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The roentgen (R, also röntgen) is a legacy unit of measurement for the exposure of X-rays and gamma rays up to several MeV. It is a measure of the ionization produced in air by X-rays or gamma radiation and it is used because air ionization can be measured directly. It is named after the German physicist Wilhelm Röntgen, who discovered X-rays. Originating in 1908, this unit has been redefined and renamed over the years. It was last defined by the US National Institute of Standards and Technology (NIST) in 1998 as 2.58×10−4 C/kg, (1 C/kg = 3876 R,) with a recommendation that the definition be given in every document where the roentgen is used. One roentgen of air kerma (kinetic energy released per unit mass) deposits 0.00877 gray (0.877 rad) of absorbed dose in dry air, or 0.0096 gray (0.96 rad) in soft tissue. One roentgen (air kerma) of X-rays may deposit anywhere from 0.01 to more than 0.04 gray (1 to 4 rad) in bone depending on the beam energy. This tissue-dependent conversion from kerma to absorbed dose is called the F-factor in radiotherapy contexts. The conversion depends on the ionizing energy of a reference medium, which is ambiguous in the latest NIST definition. Even where the reference medium is fully defined, the ionizing energy of the calibration and target mediums are often not precisely known.
The roentgen has its roots in the Villard unit defined in 1908 by the American Roentgen Ray Society as "the quantity of radiation which liberates by ionisation one esu of electricity per cm3 of air under normal conditions of temperature and pressure." Using 1 esu ≈ 3.33564×10−10 C and the air density of ~1.293 kg/m³ at 0°C and 101kPa, this converts to 2.58×10−4 C/kg, which is the modern value given by NIST.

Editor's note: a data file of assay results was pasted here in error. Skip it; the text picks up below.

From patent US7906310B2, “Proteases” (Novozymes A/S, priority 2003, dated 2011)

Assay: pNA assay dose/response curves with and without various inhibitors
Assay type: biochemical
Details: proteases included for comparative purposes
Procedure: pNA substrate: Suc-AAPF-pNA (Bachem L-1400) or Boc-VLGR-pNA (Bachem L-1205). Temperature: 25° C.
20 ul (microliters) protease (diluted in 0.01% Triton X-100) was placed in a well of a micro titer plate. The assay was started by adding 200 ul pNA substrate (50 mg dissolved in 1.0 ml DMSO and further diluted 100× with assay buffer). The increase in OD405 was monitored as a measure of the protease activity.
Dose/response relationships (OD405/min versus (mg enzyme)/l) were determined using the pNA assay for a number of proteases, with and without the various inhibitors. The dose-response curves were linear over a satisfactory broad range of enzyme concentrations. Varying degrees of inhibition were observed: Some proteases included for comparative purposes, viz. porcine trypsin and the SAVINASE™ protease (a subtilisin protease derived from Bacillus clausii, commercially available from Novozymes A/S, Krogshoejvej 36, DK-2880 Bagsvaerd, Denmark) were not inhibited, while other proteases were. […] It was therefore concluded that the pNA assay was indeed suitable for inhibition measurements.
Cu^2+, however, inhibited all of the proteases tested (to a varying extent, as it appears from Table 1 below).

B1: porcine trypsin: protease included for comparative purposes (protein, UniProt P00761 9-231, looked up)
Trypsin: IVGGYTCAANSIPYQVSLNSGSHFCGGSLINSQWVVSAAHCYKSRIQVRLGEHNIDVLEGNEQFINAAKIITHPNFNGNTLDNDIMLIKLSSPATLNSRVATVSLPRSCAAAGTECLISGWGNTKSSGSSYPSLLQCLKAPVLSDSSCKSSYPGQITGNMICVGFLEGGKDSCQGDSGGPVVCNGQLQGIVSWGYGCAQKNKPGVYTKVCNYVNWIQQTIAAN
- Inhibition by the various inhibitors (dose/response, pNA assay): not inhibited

1 esu/ × 3.33564×10−10 C/ × 1,000,000 cm3/ ÷ 1.293 kg/ = 2.58×10−4 C/
This definition was used under different names (e, R, and German unit of radiation) for the next 20 years. In the meantime, the French Roentgen was given a completely different definition which amounted to 0.444 German R.
In 1928, the International Congress of Radiology (ICR) defined the roentgen as "the quantity of X-radiation which, when the secondary electrons are fully utilised and the wall effect of the chamber is avoided, produce in 1 cc of atmospheric air at 0°C and 76cm of mercury pressure such a degree of conductivity that 1 esu of charge is measured at saturation current."  The stated 1 cc of air would have a mass of 1.293 mg at the conditions given, so in 1937 the ICR rewrote this definition in terms of this mass of air instead of volume, temperature and pressure. The 1937 definition was also extended to gamma rays, but later capped at 3 MeV in 1950.
The USSR all-union committee of standards (GOST) had meanwhile adopted a significantly different definition of the roentgen in 1934. GOST standard 7623 defined it as "the physical dose of X-rays which produces charges each of one electrostatic unit in magnitude per cm3 of irradiated volume in air at 0°C and normal atmospheric pressure when ionization is complete." The distinction of physical dose from dose caused confusion, some of which may have led Cantrill and Parker report that the roentgen had become shorthand for 83 ergs per gram (0.0083 Gy) of tissue. They named this derivative quantity the roentgen equivalent physical (rep) to distinguish it from the IRC roentgen.